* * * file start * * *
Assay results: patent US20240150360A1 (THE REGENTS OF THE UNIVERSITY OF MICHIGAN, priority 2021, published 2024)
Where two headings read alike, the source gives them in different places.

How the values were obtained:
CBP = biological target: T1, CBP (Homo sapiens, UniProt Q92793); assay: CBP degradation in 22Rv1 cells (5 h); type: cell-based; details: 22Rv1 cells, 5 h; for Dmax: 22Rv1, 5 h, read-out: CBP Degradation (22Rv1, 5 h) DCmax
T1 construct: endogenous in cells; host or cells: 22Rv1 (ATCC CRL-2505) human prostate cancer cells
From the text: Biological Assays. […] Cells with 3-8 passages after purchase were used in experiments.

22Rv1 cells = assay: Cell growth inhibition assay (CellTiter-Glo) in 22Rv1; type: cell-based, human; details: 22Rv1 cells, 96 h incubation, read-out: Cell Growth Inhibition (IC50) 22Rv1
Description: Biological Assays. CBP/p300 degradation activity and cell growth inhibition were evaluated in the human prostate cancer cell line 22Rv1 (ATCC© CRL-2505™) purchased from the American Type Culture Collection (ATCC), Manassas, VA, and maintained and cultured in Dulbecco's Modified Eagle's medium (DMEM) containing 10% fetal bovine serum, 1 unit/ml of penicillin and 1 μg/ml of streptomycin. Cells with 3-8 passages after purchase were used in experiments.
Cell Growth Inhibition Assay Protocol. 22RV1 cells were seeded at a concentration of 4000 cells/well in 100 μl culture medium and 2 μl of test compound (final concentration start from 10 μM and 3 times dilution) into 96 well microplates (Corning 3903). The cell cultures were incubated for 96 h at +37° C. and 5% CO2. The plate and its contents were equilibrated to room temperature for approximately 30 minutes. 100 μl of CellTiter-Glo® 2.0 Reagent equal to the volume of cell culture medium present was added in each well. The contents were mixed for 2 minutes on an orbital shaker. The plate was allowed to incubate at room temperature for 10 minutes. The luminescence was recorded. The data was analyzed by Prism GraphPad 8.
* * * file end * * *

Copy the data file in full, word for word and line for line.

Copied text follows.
Assay results: patent US20240150360A1 (THE REGENTS OF THE UNIVERSITY OF MICHIGAN, priority 2021, published 2024)
Where two headings read alike, the source gives them in different places.

How the values were obtained:
CBP = biological target: T1, CBP (Homo sapiens, UniProt Q92793); assay: CBP degradation in 22Rv1 cells (5 h); type: cell-based; details: 22Rv1 cells, 5 h; for Dmax: 22Rv1, 5 h, read-out: CBP Degradation (22Rv1, 5 h) DCmax
T1 construct: endogenous in cells; host or cells: 22Rv1 (ATCC CRL-2505) human prostate cancer cells
From the text: Biological Assays. […] Cells with 3-8 passages after purchase were used in experiments.

22Rv1 cells = assay: Cell growth inhibition assay (CellTiter-Glo) in 22Rv1; type: cell-based, human; details: 22Rv1 cells, 96 h incubation, read-out: Cell Growth Inhibition (IC50) 22Rv1
Description: Biological Assays. CBP/p300 degradation activity and cell growth inhibition were evaluated in the human prostate cancer cell line 22Rv1 (ATCC© CRL-2505™) purchased from the American Type Culture Collection (ATCC), Manassas, VA, and maintained and cultured in Dulbecco's Modified Eagle's medium (DMEM) containing 10% fetal bovine serum, 1 unit/ml of penicillin and 1 μg/ml of streptomycin. Cells with 3-8 passages after purchase were used in experiments.
Cell Growth Inhibition Assay Protocol. 22RV1 cells were seeded at a concentration of 4000 cells/well in 100 μl culture medium and 2 μl of test compound (final concentration start from 10 μM and 3 times dilution) into 96 well microplates (Corning 3903). The cell cultures were incubated for 96 h at +37° C. and 5% CO2. The plate and its contents were equilibrated to room temperature for approximately 30 minutes. 100 μl of CellTiter-Glo® 2.0 Reagent equal to the volume of cell culture medium present was added in each well. The contents were mixed for 2 minutes on an orbital shaker. The plate was allowed to incubate at room temperature for 10 minutes. The luminescence was recorded. The data was analyzed by Prism GraphPad 8.